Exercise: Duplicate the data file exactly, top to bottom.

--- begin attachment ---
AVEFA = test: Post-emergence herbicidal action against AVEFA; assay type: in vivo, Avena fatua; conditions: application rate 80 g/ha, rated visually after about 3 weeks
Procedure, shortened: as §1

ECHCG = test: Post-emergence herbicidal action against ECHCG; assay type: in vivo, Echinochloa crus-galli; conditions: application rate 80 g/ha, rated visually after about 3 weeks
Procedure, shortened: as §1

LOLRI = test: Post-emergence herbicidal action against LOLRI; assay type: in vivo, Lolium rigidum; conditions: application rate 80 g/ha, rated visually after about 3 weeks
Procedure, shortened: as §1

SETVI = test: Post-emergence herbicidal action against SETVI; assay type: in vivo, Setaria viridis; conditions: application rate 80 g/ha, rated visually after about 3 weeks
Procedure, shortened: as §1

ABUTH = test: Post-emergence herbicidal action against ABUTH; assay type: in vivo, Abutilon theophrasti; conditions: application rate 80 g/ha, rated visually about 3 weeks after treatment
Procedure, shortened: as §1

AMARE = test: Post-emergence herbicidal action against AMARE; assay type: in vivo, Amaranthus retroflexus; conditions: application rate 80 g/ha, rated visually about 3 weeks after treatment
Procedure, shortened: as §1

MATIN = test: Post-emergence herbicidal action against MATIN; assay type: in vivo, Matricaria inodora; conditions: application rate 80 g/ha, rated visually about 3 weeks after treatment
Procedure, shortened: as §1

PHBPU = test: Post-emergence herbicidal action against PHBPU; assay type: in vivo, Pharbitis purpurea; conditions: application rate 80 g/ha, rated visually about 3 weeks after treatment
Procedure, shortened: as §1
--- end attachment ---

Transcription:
AVEFA = test: Post-emergence herbicidal action against AVEFA; assay type: in vivo, Avena fatua; conditions: application rate 80 g/ha, rated visually after about 3 weeks
Procedure, shortened: as §1

ECHCG = test: Post-emergence herbicidal action against ECHCG; assay type: in vivo, Echinochloa crus-galli; conditions: application rate 80 g/ha, rated visually after about 3 weeks
Procedure, shortened: as §1

LOLRI = test: Post-emergence herbicidal action against LOLRI; assay type: in vivo, Lolium rigidum; conditions: application rate 80 g/ha, rated visually after about 3 weeks
Procedure, shortened: as §1

SETVI = test: Post-emergence herbicidal action against SETVI; assay type: in vivo, Setaria viridis; conditions: application rate 80 g/ha, rated visually after about 3 weeks
Procedure, shortened: as §1

ABUTH = test: Post-emergence herbicidal action against ABUTH; assay type: in vivo, Abutilon theophrasti; conditions: application rate 80 g/ha, rated visually about 3 weeks after treatment
Procedure, shortened: as §1

AMARE = test: Post-emergence herbicidal action against AMARE; assay type: in vivo, Amaranthus retroflexus; conditions: application rate 80 g/ha, rated visually about 3 weeks after treatment
Procedure, shortened: as §1

MATIN = test: Post-emergence herbicidal action against MATIN; assay type: in vivo, Matricaria inodora; conditions: application rate 80 g/ha, rated visually about 3 weeks after treatment
Procedure, shortened: as §1

PHBPU = test: Post-emergence herbicidal action against PHBPU; assay type: in vivo, Pharbitis purpurea; conditions: application rate 80 g/ha, rated visually about 3 weeks after treatment
Procedure, shortened: as §1